Testing Apple’s Pixelgeddon: How To Build Your Own Email “Open” Tracking Pixel

During this year’s Apple WWDC conference, Apple announced an upcoming feature for iOS 15 that will be available for iOS devices called Mail Privacy Protection. One of the major features of Mail Privacy Protection is that images will be downloaded in the background 一 even without the email being read by the recipient, rendering open tracking moot. This is because open tracking is based on having an image pixel being loaded when a recipient opens the email.

I wrote some observations on what I found out through this testing in this article: A Technical Take on iOS15 Mail Privacy Protection.

If you’re curious to find out yourself how Apple is implementing this feature, you’re in luck.

Update: The tracking pixel code has been modified to support generating an external CSS pixel. Read this article for more details.

Installing iOS 15 Beta

Although iOS 15 won’t launch until at least September, you can download the iOS 15 Beta on your phone if you’re curious. A note of warning: Installing Beta operating systems always carries a risk that it could mess up your device, so do not attempt this without first backing up your phone.

If you are going ahead with the Beta download, there are two ways to do this. The first is the official way: by signing up for Apple’s Beta program. The second, the unofficial but faster way, is to simply install the Beta profile into your phone by visiting and downloading the iOS 15 Beta profile from BetaProfiles.com. 

Once you have iOS 15 Beta installed, you should see the prompt to turn on Mail Privacy Protection when you open up your mail app. Turn it on and you’re good to go.

 

Pixel Trackers: Two Options

If you have access to a web server that runs PHP, you can run your own pixel tracker that will give you the most amount of information available. However, if you don’t have access to a web server, you can also create a simple tracker using Google Analytics. You lose some fidelity (such as no IP or user agent), but you can get the time the pixels were loaded.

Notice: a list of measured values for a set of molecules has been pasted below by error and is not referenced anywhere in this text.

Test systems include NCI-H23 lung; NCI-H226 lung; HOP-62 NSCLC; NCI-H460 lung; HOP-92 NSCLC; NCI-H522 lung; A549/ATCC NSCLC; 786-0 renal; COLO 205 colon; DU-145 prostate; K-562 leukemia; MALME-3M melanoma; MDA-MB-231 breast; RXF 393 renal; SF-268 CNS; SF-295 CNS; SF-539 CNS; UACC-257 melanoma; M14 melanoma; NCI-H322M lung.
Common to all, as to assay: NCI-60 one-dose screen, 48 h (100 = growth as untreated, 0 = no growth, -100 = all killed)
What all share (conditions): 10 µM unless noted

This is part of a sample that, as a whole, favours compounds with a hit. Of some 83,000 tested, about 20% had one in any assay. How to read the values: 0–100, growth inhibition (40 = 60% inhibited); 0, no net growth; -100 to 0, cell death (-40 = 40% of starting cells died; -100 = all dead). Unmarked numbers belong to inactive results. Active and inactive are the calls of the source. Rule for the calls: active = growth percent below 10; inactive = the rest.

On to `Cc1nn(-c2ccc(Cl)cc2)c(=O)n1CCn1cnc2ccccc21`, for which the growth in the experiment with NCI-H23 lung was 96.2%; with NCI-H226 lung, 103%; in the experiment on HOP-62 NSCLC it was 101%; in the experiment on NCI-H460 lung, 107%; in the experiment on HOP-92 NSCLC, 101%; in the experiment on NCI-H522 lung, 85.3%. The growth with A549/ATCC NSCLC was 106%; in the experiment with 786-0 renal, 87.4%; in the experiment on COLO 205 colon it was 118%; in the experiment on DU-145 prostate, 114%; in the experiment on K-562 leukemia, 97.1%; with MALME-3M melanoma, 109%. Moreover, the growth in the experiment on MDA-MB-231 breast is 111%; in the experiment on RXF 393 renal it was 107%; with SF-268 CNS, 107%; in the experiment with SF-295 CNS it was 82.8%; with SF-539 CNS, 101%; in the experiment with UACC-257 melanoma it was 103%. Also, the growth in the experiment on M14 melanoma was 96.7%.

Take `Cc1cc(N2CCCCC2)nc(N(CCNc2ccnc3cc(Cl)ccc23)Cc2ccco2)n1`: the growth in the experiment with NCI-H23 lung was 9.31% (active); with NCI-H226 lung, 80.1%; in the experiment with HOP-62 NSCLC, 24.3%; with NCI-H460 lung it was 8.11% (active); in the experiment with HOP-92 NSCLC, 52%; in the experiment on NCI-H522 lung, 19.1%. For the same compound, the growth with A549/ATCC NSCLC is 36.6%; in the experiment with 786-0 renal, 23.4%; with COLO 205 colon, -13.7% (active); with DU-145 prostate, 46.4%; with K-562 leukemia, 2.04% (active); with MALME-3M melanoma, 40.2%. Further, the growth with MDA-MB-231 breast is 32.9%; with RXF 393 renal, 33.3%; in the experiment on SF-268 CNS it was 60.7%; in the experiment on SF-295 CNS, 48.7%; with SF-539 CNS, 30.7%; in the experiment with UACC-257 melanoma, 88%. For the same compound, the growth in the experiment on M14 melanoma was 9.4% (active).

PHP script:

Note: this is a “proof of concept” and is not meant to be used as an industrial pixel tracker for millions of emails, as it will probably crash your server.

Below is a PHP script that will retrieve 3 things from a request and write to a file.

  1. The query string sent to it (using a predetermined parameter)
  2. The IP address
  3. The user agent string

Copy this script under your webserver directory and test it by visiting the URL (replace “/path/to” with the actual path your script is in):

https://your-server.com/path/to/pixel.php

Depending on your server setup, you might need to pre-create the pixel.log file and grant write permissions to your web server for the script to write to it. (The git source has the latest version of this code)

If you have the URL correct, it should show:   “The Pixel is live!”

And the pixel.log file should log your visit, as well.

Once you get that, you are ready to set up your pixel by appending a “p” parameter:

    https://your-server.com/path/to/pixel.php?p=my_email

Now you should just see a pixel (a 1×1 gif image) when you load the URL in a browser – and your log should log the visit.

Adding the pixel to your email:

Once this works, you are ready to embed your pixel into your email with the following code:

Once you embed the code, send the email, open it in an email client, and you should see the results in the log!

The following are example user agent strings based on the kinds of email clients your email is opened in:

As you can see other providers such as Gmail, Yahoo! Mail and Outlook.com also proxy their images.

Google Analytics

With Google Analytics, you cannot get the IP address or User Agent string of the request, just the time the request was made. You might be saying, what’s the point of this? Well, it gives you the most important data: WHEN the pixel was retrieved.

This is a good way to tell when the Mail client loads your pixel in the background, even if you haven’t opened the email. Read this article for more details 一 but note it can take from a few minutes to several hours for the Mail client to download the pixel in the background, so be patient.

Get your Google Analytics account set up:

Read this article to see how you can get your basic Google Analytics pixel set up.

Configuring your pixel:

For this pixel example, set the parameters as follows:

tid=UX-XXXXX (replace with your analytics id)
ec=pixel (event category)
ea=open (event action)
el=my_email (event label)

Your link would look like the following:

You can check if your pixel is firing by putting the link into your browser and going to Google Analytics to view the “Realtime / Events” tab:

Adding the pixel to your email:

Add the following code to the bottom of your email.

Getting hourly pixel loading data:

Once you are capturing data, you’d want to know when the events are actually coming in, which is the point of this exercise.

You can determine, the hour the pixel was loaded by loading the “Behavior / Events / Top Events” page on Google Analytics.

Then select the “pixel” Event Category, followed by the “open” Event Action.

Finally, select the “Secondary dimension” dropdown, select “Time” and pick “Hour of Day”.

This will add a secondary column with values such as 2021072216 which translates to YYYYMMDDHH (Year Month Date Hour).
In this case, the pixel was loaded between 4 (16) and 5pm on the 22nd of July, 2021.

See the following screen capture for more details:

 

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